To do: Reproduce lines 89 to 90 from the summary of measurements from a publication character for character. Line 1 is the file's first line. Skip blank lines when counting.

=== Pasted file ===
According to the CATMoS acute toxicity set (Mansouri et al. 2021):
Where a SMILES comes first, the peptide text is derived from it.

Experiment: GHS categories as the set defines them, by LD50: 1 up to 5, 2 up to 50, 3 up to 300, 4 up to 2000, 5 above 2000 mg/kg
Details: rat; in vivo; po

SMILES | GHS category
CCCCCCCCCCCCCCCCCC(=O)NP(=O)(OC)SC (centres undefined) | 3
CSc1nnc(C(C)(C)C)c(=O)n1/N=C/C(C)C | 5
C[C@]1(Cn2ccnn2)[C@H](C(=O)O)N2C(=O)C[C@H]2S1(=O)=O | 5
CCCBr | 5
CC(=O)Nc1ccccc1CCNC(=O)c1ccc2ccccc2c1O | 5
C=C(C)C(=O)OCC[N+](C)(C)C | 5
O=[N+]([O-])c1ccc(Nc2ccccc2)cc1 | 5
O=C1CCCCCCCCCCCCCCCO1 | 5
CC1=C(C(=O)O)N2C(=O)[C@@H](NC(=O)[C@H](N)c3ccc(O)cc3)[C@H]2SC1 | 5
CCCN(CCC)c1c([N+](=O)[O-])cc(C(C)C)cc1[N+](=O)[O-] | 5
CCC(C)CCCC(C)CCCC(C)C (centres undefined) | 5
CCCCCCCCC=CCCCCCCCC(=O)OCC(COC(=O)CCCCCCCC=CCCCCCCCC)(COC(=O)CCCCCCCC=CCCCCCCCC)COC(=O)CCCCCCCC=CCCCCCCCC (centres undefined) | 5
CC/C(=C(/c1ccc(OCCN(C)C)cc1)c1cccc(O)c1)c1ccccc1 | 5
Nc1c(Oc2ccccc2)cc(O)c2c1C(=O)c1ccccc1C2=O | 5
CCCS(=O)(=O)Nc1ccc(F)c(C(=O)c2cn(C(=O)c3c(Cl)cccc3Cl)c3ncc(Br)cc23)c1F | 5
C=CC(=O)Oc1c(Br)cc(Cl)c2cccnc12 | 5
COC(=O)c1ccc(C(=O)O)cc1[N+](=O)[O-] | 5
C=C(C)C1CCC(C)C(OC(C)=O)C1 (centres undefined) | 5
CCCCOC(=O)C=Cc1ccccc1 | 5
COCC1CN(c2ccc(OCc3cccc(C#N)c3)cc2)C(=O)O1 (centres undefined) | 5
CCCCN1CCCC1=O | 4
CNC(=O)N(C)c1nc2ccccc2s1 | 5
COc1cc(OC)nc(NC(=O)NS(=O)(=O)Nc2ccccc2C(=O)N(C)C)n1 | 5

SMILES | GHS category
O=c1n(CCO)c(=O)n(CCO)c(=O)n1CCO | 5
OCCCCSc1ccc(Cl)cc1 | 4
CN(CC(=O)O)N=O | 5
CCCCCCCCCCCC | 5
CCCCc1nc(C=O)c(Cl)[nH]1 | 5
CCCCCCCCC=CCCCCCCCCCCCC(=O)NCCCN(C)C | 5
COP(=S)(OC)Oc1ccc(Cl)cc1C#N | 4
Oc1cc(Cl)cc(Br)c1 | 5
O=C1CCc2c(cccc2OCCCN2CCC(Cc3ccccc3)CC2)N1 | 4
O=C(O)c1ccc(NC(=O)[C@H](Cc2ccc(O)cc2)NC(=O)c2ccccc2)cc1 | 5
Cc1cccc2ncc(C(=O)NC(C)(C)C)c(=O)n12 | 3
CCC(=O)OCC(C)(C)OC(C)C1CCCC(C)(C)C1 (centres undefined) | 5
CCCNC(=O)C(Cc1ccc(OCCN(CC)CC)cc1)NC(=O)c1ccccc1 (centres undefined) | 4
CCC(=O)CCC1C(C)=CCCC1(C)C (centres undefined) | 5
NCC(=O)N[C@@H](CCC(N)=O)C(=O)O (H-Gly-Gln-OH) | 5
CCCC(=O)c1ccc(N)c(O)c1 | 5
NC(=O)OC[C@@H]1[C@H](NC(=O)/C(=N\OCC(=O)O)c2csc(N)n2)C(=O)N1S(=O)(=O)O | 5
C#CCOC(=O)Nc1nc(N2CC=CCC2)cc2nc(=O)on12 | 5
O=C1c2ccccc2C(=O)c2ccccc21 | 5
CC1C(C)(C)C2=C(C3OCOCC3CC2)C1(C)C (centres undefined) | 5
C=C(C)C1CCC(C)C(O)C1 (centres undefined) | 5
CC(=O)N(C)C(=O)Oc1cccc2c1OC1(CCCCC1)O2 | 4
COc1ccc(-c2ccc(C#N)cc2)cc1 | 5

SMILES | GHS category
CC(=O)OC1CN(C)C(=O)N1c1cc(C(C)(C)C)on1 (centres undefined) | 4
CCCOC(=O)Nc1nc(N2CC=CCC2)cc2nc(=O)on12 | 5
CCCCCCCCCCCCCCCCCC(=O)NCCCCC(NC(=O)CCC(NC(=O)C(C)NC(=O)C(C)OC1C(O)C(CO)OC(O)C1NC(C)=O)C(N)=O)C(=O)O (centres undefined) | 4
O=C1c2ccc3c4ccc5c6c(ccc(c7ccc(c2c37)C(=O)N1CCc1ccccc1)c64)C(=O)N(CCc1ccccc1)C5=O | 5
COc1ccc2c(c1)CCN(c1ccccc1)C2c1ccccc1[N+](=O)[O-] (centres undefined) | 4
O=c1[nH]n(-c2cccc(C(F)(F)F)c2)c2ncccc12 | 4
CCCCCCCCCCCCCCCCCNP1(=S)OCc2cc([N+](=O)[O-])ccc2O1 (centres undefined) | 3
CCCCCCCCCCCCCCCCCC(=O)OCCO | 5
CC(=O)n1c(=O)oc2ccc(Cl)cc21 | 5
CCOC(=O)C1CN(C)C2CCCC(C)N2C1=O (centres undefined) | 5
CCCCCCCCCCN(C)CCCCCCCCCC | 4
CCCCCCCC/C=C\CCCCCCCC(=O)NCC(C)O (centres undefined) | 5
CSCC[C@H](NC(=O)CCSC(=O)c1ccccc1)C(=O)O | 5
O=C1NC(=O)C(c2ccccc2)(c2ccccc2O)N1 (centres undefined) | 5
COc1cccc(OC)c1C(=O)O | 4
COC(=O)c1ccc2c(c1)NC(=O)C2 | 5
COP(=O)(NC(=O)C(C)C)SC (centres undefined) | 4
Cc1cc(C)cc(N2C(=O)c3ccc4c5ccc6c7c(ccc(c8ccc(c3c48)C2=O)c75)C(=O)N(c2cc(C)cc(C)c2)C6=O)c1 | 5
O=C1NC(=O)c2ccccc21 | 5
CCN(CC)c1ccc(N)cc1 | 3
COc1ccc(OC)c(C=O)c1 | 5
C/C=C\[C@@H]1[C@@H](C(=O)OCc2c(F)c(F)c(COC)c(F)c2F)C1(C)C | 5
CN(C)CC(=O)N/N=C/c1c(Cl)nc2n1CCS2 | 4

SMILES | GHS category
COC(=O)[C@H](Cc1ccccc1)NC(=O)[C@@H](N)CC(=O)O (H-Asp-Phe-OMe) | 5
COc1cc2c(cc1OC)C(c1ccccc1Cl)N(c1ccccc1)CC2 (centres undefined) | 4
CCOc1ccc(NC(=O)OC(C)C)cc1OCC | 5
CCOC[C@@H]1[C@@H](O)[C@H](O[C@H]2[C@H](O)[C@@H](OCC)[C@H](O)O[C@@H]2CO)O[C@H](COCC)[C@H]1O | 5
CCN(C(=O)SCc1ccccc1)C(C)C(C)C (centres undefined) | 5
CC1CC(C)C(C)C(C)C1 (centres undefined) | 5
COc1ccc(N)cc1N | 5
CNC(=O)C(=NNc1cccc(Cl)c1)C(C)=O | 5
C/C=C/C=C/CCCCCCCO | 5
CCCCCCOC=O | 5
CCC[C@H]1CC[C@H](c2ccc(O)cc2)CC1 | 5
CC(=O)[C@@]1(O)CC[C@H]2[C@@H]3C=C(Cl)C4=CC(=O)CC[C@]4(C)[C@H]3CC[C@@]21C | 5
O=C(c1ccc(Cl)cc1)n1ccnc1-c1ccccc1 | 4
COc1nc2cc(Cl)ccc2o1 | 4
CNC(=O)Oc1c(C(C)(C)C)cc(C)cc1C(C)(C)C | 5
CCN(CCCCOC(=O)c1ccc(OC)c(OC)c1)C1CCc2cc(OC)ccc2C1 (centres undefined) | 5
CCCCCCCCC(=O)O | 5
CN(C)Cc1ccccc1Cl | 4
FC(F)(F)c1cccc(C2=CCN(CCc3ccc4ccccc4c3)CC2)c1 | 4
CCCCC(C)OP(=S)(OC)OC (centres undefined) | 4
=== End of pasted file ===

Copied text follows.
CC(=O)[C@@]1(O)CC[C@H]2[C@@H]3C=C(Cl)C4=CC(=O)CC[C@]4(C)[C@H]3CC[C@@]21C | 5
O=C(c1ccc(Cl)cc1)n1ccnc1-c1ccccc1 | 4